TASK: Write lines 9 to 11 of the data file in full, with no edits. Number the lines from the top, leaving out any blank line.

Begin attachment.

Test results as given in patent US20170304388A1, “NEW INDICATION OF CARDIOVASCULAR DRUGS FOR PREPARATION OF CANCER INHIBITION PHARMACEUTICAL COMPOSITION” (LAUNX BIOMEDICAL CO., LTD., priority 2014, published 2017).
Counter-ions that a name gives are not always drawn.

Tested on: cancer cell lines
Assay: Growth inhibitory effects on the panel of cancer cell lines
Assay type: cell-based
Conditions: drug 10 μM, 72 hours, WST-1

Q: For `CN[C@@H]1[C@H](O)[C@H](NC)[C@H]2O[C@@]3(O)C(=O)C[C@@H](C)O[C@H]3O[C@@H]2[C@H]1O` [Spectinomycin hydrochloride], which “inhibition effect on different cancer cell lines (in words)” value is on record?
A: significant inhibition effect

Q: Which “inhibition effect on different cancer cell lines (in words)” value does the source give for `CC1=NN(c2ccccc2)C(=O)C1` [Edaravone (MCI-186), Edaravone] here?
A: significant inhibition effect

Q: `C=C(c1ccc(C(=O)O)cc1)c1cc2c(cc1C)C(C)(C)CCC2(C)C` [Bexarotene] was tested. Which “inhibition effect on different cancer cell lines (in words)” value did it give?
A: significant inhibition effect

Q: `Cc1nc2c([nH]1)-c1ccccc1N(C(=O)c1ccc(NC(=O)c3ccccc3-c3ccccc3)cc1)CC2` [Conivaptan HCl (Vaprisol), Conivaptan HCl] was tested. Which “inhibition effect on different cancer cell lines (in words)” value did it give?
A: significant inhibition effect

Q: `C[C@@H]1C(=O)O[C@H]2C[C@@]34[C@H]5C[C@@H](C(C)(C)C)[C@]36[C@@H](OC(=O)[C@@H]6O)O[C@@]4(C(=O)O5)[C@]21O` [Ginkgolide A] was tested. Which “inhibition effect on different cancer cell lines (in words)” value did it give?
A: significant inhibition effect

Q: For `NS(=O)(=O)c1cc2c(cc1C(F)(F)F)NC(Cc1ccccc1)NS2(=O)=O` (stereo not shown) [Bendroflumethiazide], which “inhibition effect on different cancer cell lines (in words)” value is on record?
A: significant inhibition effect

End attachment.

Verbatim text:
Q: Which “inhibition effect on different cancer cell lines (in words)” value does the source give for `CC1=NN(c2ccccc2)C(=O)C1` [Edaravone (MCI-186), Edaravone] here?
A: significant inhibition effect

Q: `C=C(c1ccc(C(=O)O)cc1)c1cc2c(cc1C)C(C)(C)CCC2(C)C` [Bexarotene] was tested. Which “inhibition effect on different cancer cell lines (in words)” value did it give?